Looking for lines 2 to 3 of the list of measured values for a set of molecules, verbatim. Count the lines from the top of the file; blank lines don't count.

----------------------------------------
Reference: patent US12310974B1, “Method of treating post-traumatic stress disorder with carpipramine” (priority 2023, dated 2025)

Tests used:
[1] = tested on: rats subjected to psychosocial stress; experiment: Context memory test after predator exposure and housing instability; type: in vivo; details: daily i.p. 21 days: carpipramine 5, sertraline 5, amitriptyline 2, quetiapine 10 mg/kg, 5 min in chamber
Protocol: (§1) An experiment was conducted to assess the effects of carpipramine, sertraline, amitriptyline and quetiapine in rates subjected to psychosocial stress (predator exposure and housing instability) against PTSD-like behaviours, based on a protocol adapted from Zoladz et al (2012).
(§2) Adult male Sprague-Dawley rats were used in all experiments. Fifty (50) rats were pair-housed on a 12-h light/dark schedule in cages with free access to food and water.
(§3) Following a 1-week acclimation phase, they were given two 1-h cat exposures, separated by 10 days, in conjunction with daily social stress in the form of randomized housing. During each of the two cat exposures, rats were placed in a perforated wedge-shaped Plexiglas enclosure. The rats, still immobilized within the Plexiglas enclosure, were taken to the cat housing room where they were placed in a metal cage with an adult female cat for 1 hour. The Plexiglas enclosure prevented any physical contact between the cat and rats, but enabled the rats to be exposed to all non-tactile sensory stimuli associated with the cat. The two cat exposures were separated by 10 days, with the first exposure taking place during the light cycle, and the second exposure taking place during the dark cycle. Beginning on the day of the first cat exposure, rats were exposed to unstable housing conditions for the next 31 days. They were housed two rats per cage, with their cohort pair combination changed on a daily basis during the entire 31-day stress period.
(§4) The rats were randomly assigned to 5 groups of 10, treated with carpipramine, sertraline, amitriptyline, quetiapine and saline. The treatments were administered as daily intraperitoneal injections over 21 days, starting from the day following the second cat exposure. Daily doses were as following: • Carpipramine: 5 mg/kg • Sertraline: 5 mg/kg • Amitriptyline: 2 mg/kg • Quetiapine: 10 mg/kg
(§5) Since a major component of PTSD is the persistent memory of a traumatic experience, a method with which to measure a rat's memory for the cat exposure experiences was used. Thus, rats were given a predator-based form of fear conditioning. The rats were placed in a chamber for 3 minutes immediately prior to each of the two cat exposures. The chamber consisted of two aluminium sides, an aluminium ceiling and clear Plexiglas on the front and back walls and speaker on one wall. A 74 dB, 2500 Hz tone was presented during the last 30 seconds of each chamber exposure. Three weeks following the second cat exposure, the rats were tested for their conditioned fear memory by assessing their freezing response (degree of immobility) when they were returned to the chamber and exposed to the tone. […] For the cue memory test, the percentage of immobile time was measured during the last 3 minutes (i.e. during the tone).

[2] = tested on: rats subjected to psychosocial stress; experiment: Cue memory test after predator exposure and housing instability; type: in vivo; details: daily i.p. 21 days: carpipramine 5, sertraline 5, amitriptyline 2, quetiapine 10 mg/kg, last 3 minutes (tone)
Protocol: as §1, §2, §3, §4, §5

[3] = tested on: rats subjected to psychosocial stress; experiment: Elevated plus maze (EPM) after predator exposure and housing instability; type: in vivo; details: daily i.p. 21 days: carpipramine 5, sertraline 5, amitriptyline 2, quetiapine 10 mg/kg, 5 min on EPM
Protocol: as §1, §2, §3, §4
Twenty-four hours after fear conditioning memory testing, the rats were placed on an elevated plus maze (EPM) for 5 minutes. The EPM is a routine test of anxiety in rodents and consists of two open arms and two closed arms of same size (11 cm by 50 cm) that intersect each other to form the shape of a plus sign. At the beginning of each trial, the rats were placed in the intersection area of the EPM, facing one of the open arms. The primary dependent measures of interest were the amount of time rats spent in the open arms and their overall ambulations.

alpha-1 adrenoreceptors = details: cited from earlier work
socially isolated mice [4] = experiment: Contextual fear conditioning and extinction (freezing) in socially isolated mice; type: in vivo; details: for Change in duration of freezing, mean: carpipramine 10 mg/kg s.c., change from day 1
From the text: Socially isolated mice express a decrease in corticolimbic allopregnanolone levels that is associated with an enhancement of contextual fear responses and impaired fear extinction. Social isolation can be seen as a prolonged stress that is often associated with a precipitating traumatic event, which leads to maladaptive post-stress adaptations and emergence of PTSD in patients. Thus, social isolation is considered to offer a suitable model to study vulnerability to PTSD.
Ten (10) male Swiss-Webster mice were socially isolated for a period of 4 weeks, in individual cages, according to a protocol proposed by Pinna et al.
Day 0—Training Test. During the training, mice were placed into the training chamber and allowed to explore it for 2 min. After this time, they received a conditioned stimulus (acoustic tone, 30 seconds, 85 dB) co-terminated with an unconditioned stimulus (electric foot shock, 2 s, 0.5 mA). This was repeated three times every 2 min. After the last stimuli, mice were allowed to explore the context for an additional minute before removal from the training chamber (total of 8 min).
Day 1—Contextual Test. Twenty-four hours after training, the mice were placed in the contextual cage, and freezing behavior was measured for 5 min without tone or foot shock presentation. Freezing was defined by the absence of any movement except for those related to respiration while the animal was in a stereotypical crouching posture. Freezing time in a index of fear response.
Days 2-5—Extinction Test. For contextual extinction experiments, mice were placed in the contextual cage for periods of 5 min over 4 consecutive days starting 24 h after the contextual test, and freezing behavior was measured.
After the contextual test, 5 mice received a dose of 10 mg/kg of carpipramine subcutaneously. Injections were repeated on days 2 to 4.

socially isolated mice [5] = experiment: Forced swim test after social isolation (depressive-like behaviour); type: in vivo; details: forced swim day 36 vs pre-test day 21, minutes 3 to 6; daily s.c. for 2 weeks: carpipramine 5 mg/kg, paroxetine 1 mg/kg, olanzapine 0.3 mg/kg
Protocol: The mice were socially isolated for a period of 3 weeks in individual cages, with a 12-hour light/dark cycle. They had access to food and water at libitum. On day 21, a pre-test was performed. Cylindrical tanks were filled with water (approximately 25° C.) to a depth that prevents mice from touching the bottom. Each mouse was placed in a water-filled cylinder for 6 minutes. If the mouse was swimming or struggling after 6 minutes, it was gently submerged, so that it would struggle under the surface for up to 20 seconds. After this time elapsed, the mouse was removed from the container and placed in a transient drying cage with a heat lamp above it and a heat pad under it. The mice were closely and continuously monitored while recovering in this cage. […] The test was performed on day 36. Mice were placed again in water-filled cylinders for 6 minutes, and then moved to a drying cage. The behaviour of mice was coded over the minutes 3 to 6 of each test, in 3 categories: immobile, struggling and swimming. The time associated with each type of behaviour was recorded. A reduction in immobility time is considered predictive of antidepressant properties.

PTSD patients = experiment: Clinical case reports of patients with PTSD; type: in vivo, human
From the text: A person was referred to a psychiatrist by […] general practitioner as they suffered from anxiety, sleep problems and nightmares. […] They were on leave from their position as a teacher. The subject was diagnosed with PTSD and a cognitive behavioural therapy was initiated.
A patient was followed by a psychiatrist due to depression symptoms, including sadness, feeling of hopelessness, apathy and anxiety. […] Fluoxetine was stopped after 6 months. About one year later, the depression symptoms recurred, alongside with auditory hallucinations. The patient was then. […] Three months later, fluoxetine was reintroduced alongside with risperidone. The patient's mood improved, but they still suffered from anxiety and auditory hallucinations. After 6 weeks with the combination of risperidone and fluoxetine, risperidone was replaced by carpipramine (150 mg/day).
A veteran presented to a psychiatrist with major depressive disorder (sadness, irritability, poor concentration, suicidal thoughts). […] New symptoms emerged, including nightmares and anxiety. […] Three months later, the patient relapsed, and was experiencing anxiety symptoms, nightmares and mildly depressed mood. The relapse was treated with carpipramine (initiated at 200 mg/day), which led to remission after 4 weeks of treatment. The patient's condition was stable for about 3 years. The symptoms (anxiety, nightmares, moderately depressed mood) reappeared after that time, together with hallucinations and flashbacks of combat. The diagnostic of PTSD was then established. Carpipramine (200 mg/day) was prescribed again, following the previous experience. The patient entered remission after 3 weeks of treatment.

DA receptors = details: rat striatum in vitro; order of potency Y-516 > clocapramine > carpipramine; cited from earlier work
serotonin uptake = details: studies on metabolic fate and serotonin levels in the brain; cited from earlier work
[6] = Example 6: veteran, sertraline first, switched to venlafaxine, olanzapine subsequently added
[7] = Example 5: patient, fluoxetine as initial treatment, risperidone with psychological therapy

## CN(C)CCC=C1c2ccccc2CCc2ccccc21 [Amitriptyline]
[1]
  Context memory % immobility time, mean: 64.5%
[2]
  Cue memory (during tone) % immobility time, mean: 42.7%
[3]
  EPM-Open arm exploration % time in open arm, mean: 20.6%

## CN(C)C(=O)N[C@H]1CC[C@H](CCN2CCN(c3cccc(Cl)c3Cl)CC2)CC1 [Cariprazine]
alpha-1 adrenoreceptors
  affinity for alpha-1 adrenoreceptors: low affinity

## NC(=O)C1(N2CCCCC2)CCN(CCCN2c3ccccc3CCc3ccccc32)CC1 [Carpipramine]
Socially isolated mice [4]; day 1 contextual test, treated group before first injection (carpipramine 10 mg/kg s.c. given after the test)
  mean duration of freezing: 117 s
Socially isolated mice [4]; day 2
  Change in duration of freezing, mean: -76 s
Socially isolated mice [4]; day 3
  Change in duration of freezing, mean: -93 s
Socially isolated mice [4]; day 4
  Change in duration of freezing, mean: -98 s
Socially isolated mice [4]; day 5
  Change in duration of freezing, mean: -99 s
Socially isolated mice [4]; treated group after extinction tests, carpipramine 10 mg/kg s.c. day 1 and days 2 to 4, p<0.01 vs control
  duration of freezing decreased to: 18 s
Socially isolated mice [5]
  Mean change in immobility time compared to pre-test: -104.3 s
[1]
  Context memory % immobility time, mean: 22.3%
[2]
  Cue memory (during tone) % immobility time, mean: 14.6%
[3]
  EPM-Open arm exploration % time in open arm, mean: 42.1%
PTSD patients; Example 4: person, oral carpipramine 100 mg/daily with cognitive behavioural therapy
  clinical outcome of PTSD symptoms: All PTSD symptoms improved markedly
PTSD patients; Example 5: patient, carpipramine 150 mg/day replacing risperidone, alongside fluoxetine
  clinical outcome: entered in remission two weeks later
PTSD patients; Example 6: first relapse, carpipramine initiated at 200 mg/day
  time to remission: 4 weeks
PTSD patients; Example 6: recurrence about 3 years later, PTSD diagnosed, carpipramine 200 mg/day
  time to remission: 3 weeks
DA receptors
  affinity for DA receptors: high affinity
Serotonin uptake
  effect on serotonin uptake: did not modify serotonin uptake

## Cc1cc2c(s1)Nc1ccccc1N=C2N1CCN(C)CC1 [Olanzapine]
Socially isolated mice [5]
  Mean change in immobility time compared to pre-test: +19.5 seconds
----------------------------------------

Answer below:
Tests used:
[1] = tested on: rats subjected to psychosocial stress; experiment: Context memory test after predator exposure and housing instability; type: in vivo; details: daily i.p. 21 days: carpipramine 5, sertraline 5, amitriptyline 2, quetiapine 10 mg/kg, 5 min in chamber